By Hader Glang
The Philippines president has officially acknowledged that a group battling the military in a town in the south is connected to Daesh.
Analysts have long linked both the Maute Group and related militant outfit the Abu Sayyaf to Daesh, but Duterte's televised comments late Monday are the first official recognition.
“We are not good today because finally, finally, intelligence community advised me that ISIS [Daesh] has finally connected with the group in the Philippines called the Maute," President Rodrigo Duterte said in a televised speech late Monday.
There’s a raging war now in Lanao... I will go to Marawi... I am not trying to scare you," he added, ahead of a trip to the region where the Maute Group is currently battling military.
On Friday, Maute recaptured a town hall and other areas it previously occupied in Butig town, in the predominantly Muslim province of Lanao del Sur.
The group -- believed to have around 200 members -- seized the building, a high school and mosque Friday, and hung black Daesh flags at some nearby buildings and houses.
Earlier Monday, the military said that almost 35 members of the group had been killed in two days of clashes and 13 soldiers wounded.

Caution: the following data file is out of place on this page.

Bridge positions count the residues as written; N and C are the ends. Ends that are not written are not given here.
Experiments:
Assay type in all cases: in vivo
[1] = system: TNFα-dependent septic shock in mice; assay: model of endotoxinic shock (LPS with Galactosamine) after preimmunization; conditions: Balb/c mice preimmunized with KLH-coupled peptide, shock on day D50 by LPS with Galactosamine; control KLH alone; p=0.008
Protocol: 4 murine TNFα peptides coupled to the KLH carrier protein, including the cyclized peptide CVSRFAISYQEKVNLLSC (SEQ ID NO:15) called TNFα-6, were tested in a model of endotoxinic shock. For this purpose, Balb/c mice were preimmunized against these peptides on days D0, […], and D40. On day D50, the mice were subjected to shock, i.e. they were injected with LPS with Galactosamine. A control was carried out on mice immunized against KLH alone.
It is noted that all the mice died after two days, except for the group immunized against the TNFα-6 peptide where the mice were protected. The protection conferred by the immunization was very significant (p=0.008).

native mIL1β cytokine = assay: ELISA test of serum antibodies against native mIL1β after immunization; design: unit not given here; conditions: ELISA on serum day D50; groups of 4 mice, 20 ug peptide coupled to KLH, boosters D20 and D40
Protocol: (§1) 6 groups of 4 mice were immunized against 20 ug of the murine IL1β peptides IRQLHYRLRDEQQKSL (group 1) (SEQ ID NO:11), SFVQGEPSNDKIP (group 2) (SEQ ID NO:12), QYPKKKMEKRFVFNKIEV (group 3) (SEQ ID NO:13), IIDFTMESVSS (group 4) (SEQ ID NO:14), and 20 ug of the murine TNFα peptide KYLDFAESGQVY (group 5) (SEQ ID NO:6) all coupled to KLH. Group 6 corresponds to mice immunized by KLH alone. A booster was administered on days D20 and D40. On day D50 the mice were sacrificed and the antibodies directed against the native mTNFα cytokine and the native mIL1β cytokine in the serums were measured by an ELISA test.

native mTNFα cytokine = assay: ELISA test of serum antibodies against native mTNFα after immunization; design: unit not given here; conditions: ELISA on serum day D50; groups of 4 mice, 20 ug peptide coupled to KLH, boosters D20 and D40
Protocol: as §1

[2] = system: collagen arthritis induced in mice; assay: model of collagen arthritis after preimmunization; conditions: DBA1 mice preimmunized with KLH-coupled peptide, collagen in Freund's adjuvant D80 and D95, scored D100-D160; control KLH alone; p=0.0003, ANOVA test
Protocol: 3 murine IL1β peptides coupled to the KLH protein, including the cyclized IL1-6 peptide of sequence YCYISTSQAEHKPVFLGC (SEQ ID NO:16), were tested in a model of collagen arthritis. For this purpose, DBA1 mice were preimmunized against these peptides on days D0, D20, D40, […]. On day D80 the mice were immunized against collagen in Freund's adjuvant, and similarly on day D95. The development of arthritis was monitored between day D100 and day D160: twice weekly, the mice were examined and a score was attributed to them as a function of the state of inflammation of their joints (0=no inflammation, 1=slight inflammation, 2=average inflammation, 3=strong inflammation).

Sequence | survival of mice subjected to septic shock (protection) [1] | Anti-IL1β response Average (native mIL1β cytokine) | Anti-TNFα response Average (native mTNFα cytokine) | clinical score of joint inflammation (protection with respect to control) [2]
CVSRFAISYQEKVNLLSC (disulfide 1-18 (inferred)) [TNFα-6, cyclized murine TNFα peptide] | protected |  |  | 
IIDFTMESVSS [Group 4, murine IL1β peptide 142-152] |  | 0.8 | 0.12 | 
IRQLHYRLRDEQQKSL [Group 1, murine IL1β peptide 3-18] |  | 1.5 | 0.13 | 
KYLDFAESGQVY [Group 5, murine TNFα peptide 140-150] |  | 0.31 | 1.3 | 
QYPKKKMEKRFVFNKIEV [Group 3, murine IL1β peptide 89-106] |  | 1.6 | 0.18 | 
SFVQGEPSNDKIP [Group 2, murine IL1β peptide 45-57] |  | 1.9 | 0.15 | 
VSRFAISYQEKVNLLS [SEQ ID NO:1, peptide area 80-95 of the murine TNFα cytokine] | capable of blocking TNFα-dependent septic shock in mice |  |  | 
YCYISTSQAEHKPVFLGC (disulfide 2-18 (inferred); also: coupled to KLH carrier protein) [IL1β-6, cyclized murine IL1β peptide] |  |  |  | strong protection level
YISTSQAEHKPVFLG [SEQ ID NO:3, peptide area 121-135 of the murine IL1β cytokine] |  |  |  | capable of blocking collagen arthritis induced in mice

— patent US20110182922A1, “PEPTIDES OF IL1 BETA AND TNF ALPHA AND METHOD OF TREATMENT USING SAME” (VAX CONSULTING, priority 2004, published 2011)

Five months ago, the group was flushed out of the area -- now abandoned by many of the town's residents -- in a major military offensive.
Its leaders, Omar and Abdullah Maute, had previously pledged allegiance to Daesh, but prior to Monday the relationship had not been confirmed.
The Maute group is said to be actively recruiting minors for service as child warriors and using the stalling of a peace process between the government and the country’s one-time largest Moro rebel front to make inroads in a region torn by decades of armed conflict.
In April 2016, the group abducted six sawmill workers from Butig, two of whom were later found beheaded, and on Oct. 4, three men linked to the group were arrested in connection with a 2016 bombing in Davao City -- Duterte's hometown.
Defense Secretary Delfin Lorenzana has repeatedly said that the Maute Group has already established links with the Abu Sayyaf, which since 1991 has carried out bombings, kidnappings, assassinations and extortions in a self-determined fight for an independent province in the Philippines.
On Friday, Duterte warned Friday that while he could launch “all-out war” against militants based in the south, he was concerned about huge losses -- especially on civilians -- that would result from such a move.
"I can be nasty and I can be a bad boy but I am talking about a nation,” he said after visiting wounded soldiers at a military hospital in southern Zamboanga City.
In mid-2014, Daesh captured Iraqi city of Mosul -- now the target of a wide-ranging military campaign -- and overran vast swathes of territory in the country's north and west.